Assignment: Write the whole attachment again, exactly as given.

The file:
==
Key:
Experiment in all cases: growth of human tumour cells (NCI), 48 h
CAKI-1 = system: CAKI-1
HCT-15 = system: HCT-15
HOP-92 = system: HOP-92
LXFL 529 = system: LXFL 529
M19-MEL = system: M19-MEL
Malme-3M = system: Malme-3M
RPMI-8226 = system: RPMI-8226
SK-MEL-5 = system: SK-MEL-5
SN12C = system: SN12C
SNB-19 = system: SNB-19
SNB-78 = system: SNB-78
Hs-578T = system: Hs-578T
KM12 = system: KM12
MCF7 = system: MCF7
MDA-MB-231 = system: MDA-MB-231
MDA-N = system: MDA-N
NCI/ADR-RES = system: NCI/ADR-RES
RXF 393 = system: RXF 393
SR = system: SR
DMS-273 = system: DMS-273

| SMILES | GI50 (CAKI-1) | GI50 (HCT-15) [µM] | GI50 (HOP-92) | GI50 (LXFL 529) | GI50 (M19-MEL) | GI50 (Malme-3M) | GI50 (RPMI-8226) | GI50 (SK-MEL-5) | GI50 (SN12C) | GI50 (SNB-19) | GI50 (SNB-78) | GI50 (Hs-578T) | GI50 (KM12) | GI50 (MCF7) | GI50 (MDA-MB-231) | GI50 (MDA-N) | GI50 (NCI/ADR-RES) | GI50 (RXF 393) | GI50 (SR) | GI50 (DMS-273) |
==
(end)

Key:
Experiment in all cases: growth of human tumour cells (NCI), 48 h
CAKI-1 = system: CAKI-1
HCT-15 = system: HCT-15
HOP-92 = system: HOP-92
LXFL 529 = system: LXFL 529
M19-MEL = system: M19-MEL
Malme-3M = system: Malme-3M
RPMI-8226 = system: RPMI-8226
SK-MEL-5 = system: SK-MEL-5
SN12C = system: SN12C
SNB-19 = system: SNB-19
SNB-78 = system: SNB-78
Hs-578T = system: Hs-578T
KM12 = system: KM12
MCF7 = system: MCF7
MDA-MB-231 = system: MDA-MB-231
MDA-N = system: MDA-N
NCI/ADR-RES = system: NCI/ADR-RES
RXF 393 = system: RXF 393
SR = system: SR
DMS-273 = system: DMS-273

| SMILES | GI50 (CAKI-1) | GI50 (HCT-15) [µM] | GI50 (HOP-92) | GI50 (LXFL 529) | GI50 (M19-MEL) | GI50 (Malme-3M) | GI50 (RPMI-8226) | GI50 (SK-MEL-5) | GI50 (SN12C) | GI50 (SNB-19) | GI50 (SNB-78) | GI50 (Hs-578T) | GI50 (KM12) | GI50 (MCF7) | GI50 (MDA-MB-231) | GI50 (MDA-N) | GI50 (NCI/ADR-RES) | GI50 (RXF 393) | GI50 (SR) | GI50 (DMS-273) |